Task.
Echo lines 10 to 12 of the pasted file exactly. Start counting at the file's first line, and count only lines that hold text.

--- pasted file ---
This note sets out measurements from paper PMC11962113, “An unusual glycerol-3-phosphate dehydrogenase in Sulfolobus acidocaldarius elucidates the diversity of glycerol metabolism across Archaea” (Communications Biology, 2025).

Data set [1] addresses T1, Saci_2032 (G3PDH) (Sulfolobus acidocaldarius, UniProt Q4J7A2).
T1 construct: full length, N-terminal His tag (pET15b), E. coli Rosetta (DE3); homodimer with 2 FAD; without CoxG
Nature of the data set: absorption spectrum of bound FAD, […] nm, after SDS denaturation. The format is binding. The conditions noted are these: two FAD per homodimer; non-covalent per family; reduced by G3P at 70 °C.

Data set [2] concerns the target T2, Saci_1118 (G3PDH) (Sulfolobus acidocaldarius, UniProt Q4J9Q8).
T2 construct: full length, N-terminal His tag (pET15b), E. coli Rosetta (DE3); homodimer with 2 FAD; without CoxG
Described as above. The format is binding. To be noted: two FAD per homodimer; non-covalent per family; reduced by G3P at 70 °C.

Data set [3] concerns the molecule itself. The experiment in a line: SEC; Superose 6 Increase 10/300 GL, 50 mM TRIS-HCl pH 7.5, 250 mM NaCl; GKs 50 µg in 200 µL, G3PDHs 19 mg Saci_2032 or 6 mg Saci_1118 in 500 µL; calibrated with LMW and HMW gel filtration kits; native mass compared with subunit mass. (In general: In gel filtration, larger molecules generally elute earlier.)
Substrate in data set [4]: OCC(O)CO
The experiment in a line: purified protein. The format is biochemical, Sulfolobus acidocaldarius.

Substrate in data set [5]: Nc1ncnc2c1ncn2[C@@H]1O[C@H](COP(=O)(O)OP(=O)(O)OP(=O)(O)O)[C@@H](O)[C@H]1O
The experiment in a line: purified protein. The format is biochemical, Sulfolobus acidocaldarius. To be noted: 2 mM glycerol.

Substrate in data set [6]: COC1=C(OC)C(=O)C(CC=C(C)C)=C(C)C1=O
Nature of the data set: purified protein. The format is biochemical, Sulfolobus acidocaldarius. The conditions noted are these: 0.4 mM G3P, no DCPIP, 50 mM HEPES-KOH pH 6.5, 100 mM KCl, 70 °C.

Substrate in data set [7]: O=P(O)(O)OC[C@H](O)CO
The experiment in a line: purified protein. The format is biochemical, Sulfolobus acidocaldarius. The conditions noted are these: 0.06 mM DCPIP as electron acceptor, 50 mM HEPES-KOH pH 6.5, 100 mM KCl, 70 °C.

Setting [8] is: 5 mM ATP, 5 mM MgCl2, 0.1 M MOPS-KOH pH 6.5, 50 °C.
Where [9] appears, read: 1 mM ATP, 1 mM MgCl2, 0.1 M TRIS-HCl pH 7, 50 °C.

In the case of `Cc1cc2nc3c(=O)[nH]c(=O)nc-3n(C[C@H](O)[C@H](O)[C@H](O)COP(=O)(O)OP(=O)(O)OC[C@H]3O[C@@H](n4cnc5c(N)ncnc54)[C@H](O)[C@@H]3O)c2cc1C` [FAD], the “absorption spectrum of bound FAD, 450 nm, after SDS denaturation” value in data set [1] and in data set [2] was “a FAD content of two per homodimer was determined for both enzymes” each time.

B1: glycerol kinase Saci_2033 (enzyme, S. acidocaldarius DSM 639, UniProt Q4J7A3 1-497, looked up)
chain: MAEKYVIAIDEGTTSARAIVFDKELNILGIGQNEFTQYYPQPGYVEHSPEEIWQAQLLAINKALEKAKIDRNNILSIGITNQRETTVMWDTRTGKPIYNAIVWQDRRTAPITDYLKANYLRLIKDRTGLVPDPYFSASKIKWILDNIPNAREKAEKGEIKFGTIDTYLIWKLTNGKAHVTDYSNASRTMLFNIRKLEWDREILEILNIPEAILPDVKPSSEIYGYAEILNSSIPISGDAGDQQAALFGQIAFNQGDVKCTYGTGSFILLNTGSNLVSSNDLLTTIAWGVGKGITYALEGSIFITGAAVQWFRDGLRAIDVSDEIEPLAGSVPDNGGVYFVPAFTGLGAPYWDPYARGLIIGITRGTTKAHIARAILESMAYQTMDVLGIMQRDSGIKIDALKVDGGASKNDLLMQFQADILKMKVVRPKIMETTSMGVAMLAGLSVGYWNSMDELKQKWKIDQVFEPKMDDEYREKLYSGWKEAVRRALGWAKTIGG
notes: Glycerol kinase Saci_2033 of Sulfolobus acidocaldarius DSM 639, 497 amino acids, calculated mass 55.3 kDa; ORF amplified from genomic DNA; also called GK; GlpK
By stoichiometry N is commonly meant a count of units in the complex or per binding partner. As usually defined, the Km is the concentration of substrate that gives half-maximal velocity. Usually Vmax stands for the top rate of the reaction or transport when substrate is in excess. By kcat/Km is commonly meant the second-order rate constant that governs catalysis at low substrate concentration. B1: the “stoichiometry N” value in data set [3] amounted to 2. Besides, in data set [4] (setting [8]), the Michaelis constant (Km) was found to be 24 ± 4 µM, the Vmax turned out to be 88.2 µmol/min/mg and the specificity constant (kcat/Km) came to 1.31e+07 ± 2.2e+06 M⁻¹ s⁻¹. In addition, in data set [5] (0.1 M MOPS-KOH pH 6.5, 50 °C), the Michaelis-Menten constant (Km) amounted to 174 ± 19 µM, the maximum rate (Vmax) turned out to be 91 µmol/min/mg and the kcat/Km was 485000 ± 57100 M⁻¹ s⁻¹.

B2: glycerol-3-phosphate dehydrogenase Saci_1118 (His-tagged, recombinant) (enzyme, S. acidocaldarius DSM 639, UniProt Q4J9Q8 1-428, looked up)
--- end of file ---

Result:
The experiment in a line: purified protein. The format is biochemical, Sulfolobus acidocaldarius.

Substrate in data set [5]: Nc1ncnc2c1ncn2[C@@H]1O[C@H](COP(=O)(O)OP(=O)(O)OP(=O)(O)O)[C@@H](O)[C@H]1O
The experiment in a line: purified protein. The format is biochemical, Sulfolobus acidocaldarius. To be noted: 2 mM glycerol.